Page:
In September 2020, the city of Hoboken, New Jersey, filed a lawsuit in state court against ExxonMobil and 12 other entities — including BP, Shell, Chevron, Conoco Phillips, and API — citing the devastation caused by Hurricane Sandy in 2012.
The lawsuit alleges that under the city’s Consumer Protection Act, defendants are liable for climate change-related damages associated with the sale of fossil fuels. The lawsuit seeks to recover hundreds of millions of dollars that prosecutors say is related to these damages, in addition to the $140 million the city has spent in the past decade on climate resilience projects, including building waterfront flood barriers and underground cisterns to manage excess water.
“We don’t think a courtroom is the right place to tackle climate change…”
– Shell spokesperson
“As a coastal community, Hoboken has felt first-hand the effects of climate change, including rising sea levels and frequent storms,” Mayor Ravi Bhalla said in a 2020 announcement regarding the lawsuit. “The major oil companies have engaged in a decades-long campaign of misinformation that has contributed to global warming, which has disproportionately affected our population.”
In response to questions about the lawsuit, a Shell spokesperson told FRONTLINE: “Tackling a challenge as big as climate change requires a truly collaborative approach at the community level. We don’t think the courtroom is the right place to tackle climate change, but it’s smart policy from the government, backed by action From all business sectors, including ours and from society, it is the right way to reach solutions and drive progress.”
A BP spokesperson said the company does not comment on the pending litigation. Chevron and ConocoPhillips did not respond to requests for comment.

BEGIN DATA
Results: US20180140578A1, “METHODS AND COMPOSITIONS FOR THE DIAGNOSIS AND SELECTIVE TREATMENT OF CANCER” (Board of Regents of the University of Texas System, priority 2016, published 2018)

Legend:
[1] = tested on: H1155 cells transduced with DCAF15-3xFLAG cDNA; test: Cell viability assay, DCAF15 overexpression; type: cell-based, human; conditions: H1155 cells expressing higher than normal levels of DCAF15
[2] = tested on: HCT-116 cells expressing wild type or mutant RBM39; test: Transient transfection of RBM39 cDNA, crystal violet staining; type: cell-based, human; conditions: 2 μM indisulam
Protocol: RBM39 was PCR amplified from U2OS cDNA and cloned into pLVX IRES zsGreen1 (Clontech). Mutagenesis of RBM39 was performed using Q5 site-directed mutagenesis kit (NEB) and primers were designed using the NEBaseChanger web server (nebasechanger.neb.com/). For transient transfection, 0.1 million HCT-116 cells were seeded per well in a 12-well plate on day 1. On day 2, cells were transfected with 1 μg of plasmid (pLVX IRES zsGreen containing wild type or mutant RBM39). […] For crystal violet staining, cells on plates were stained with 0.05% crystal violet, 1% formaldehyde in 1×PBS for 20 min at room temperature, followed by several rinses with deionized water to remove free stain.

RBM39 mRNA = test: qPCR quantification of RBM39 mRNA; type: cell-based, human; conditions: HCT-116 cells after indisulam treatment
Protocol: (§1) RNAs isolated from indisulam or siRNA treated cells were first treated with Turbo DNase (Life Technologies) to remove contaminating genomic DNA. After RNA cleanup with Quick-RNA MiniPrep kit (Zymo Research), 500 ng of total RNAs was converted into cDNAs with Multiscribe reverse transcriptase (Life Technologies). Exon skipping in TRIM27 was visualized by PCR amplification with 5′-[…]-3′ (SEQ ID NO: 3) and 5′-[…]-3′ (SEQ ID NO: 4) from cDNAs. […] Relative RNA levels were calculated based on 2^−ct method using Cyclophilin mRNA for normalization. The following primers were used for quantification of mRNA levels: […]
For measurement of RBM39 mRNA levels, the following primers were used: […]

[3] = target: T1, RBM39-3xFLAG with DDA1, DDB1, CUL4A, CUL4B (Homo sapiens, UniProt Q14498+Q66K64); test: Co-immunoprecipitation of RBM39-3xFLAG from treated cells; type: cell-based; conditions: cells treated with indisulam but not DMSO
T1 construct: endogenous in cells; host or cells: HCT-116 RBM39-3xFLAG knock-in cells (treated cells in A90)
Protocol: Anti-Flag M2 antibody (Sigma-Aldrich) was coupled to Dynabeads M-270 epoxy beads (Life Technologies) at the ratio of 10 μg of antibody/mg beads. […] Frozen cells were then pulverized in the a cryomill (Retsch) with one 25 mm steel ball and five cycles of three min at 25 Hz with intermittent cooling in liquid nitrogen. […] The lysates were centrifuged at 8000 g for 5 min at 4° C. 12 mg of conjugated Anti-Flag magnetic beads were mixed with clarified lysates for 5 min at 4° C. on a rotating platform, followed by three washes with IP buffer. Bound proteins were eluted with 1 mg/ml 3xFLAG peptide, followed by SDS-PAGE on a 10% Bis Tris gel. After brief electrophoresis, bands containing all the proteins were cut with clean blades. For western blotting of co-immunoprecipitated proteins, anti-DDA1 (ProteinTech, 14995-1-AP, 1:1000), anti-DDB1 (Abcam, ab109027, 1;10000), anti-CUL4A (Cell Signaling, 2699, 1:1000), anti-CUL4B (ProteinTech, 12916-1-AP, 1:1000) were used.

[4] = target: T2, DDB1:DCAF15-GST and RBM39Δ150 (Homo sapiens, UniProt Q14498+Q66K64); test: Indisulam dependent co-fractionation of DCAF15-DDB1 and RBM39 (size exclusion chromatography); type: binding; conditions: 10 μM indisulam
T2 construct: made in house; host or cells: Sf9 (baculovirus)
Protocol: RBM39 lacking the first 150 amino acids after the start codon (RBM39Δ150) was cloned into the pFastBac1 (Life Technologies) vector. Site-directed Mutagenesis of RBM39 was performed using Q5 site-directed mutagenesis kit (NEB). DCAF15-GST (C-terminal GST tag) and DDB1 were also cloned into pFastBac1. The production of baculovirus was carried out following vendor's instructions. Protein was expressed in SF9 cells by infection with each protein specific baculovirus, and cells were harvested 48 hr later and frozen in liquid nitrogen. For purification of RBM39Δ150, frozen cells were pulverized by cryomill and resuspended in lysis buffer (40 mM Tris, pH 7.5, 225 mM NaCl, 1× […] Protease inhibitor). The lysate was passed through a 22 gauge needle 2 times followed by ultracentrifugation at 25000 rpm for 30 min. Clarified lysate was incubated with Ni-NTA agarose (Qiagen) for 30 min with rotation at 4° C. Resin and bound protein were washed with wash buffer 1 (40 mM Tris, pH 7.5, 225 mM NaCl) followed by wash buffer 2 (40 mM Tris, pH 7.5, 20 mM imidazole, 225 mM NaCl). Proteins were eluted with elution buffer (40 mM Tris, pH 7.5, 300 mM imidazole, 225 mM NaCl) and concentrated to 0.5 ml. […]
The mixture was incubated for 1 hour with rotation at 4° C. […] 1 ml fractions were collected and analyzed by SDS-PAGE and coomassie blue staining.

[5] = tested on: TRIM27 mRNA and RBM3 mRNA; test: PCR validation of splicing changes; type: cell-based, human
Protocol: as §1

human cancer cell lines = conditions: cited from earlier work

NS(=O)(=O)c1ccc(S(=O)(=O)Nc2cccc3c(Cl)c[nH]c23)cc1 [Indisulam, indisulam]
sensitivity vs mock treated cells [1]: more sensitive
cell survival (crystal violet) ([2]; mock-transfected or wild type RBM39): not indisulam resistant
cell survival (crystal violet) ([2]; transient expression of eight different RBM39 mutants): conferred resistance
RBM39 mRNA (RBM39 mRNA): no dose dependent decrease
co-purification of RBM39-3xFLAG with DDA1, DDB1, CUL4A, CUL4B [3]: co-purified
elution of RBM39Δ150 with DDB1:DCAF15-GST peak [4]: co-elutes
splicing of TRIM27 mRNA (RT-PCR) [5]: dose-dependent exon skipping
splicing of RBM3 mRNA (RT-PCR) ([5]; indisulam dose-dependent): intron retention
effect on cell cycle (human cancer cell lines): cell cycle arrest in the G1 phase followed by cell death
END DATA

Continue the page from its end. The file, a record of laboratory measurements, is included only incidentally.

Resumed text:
ExxonMobil: The only accused
Also in September 2020, Connecticut Attorney General William Tong filed a lawsuit in state court against ExxonMobil – one of the few cases in which a single accused has been named.
ExxonMobil sold oil and gas, but it also sold lies about climate science. Exxon Mobil recognized that continuing to burn fossil fuels would have a significant impact on the environment, public health and our economy. However, it chose to deceive the public,” Tong wrote in a statement emailed to FRONTLINE.
“ExxonMobil made billions of dollars during the decades-long campaign of deception that continues to this day. Connecticut citizens should not have to incur the expense of strengthening our infrastructure to adapt to the real consequences of climate change.”
ExxonMobil refused to give FRONTLINE an interview. In a written response, the company said: “For more than 40 years, we have supported the development of climate science in partnership with governments and academic institutions. ExxonMobil has never had any unique or superior knowledge about climate science, let alone any knowledge that was not available to policy makers or the public. “.
Last year, Exxon Mobil announced that it would invest $15 billion in initiatives — developing carbon capture and storage, as well as biofuels — that aim to reduce greenhouse gas emissions.
So far, only one experience
Almost none of these cases made it to trial, and the case that was made was dismissed. In his 2019 ruling on that chapter, New York Supreme Court Justice Barry R. Ostragher found that the state had not provided sufficient evidence to show that ExxonMobil intentionally misled investors about known climate change risks.
“Nothing in this opinion is intended to absolve Exxon Mobil from liability for contributing to climate change through the emission of greenhouse gases in the production of its fossil fuel products,” Ostrager wrote. “But ExxonMobil is in the energy business, and this is a securities fraud case, not a climate change issue.”